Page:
Next presidential election: Win the digital war to win the election
Wednesday, 16 August 2023 01:47 – – 62
Conventional campaigning methods are essential, but digital is the hero. There won’t be thousands in election rallies. The candidate who pastes posters will be looked down upon. Youth will be against soft bribes, such as alcohol and gifts, which will be recorded and shared in natural real-time. Candidates’ lives will be on display. Policies will be necessary, but every policy will have many faces. Candidates would have to stand for every policy staunchly, and also it would depend on who will be the candidate’s supporting messengers. The message and messenger are equally essential to build credibility. Even if you create an excellent statement, finding credible and skilful messengers would be a challenging task
In July 2014, social media, primarily confined to Facebook then, had an unusual spike in public discourse against the Rajapaksa regime though a presidential election was not on the horizon. No one sane would take credit for initiating the Yahapalanaya digital campaign, as it was a public uprising, mainly on Facebook. Fast-forward to 8 January 2015, President Mahinda Rajapaksa was defeated by a commoner who lacked charisma, intellect, and leadership. Given the history of presidential elections, in my opinion, electing Maithripala Sirisena was a grave mistake, but 6.2 million voters decided it was not so. However, people may argue stopping the Rajapaksa regime was the most vital issue.
With the 2015 Sri Lankan presidential election, the newly formed Facebook political wing had an interesting case study. Not only Sri Lankan elections but Facebook was also pushed to learn how fake news could be used to create racism and even violence in a country, through the Sri Lankan case study. We all know the challenges Facebook faced in later years defending the platform. Many political strategists underestimated the power of digital media and communications for years, and they continue to make the same mistake even in 2023. In Sri Lanka, the press is dead, and radio listenership is down to single digits; out-of-home media has no impact, and TV has currency due to believability, but viewership has taken a nosedive year after year.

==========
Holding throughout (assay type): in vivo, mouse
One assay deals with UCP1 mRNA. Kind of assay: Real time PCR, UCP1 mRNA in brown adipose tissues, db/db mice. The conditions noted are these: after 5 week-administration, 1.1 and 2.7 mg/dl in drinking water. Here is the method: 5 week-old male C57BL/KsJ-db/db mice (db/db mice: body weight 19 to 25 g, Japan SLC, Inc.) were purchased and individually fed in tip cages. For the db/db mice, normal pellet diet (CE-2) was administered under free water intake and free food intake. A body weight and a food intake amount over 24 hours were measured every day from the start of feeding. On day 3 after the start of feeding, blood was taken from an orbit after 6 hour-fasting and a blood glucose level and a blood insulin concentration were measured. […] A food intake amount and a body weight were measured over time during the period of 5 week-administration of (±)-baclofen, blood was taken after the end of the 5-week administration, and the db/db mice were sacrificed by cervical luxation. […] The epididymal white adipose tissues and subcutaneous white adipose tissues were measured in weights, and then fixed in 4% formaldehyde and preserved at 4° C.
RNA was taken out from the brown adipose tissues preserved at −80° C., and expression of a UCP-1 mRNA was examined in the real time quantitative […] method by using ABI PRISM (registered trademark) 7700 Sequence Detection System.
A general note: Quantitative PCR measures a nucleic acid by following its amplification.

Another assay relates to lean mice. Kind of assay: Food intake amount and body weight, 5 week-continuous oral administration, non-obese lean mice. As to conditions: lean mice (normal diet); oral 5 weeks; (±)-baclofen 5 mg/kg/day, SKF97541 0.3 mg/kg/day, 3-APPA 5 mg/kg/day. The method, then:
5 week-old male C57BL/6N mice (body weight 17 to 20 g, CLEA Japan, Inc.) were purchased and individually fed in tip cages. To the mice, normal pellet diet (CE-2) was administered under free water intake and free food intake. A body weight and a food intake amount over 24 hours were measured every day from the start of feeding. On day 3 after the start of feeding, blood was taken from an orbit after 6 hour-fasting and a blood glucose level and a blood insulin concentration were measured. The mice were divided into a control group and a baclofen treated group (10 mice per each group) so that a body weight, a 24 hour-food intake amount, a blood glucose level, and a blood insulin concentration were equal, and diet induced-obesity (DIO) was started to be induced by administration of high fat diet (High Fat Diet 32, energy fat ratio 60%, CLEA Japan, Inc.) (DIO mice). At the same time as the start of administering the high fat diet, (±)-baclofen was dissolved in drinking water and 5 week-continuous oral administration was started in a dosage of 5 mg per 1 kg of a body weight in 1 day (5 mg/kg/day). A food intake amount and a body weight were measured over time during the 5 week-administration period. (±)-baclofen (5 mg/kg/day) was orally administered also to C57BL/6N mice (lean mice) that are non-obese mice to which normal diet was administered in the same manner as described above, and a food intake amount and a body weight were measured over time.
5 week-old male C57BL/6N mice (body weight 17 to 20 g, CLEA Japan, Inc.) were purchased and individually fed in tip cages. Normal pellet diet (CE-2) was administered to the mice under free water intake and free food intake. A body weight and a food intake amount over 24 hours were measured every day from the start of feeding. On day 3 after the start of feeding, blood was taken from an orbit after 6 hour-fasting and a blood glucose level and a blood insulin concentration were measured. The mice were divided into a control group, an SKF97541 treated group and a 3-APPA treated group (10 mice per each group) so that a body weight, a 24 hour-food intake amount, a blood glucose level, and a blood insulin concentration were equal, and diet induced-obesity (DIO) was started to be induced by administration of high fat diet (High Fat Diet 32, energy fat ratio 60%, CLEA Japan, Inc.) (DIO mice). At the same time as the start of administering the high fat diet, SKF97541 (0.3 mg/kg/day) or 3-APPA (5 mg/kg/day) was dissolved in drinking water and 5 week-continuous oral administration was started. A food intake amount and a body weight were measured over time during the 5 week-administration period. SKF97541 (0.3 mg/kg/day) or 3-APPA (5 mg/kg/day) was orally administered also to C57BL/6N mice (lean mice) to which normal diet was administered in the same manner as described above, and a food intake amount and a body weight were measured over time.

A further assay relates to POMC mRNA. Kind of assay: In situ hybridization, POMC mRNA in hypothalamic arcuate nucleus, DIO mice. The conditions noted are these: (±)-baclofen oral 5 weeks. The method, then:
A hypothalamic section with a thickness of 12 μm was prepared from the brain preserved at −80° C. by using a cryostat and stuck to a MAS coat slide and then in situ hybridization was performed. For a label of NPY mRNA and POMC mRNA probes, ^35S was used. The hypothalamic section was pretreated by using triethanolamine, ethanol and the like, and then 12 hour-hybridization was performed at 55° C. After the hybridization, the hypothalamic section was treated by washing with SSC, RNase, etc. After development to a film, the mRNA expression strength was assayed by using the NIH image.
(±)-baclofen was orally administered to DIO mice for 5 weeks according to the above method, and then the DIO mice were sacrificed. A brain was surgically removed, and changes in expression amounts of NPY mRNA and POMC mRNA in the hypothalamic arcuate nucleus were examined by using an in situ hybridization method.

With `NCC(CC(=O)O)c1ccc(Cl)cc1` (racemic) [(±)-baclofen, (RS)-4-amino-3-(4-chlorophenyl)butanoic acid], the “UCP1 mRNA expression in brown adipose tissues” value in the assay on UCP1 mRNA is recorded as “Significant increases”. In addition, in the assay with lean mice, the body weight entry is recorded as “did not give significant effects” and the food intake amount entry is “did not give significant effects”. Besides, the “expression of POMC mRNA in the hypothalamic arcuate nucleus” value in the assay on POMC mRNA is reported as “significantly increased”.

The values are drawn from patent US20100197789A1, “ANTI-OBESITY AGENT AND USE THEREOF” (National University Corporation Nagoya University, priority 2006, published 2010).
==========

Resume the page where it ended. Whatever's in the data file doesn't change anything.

How does a politician communicate to voters and the public? Your guess is as good as mine.
You don’t need any research data to validate an argument. Ask 100 people under the age of 40 how they consume information.
Do they read newspapers? NO
Do they listen to the radio? NO
Do they watch TV? Maybe, but how many hours a day? Or are they consuming TV news on social media?
How can one ensure the targeted voter reads messages? You have no option but to push your communications through digital media. However, digital media is different from what it was in 2015. The platform itself has gone through massive changes. Facebook does not have the same impact, and Twitter is almost dead after Elon Musk took over. YouTube has gained traction, and a plethora of talk shows on YouTube is making an impact on changing public discourse.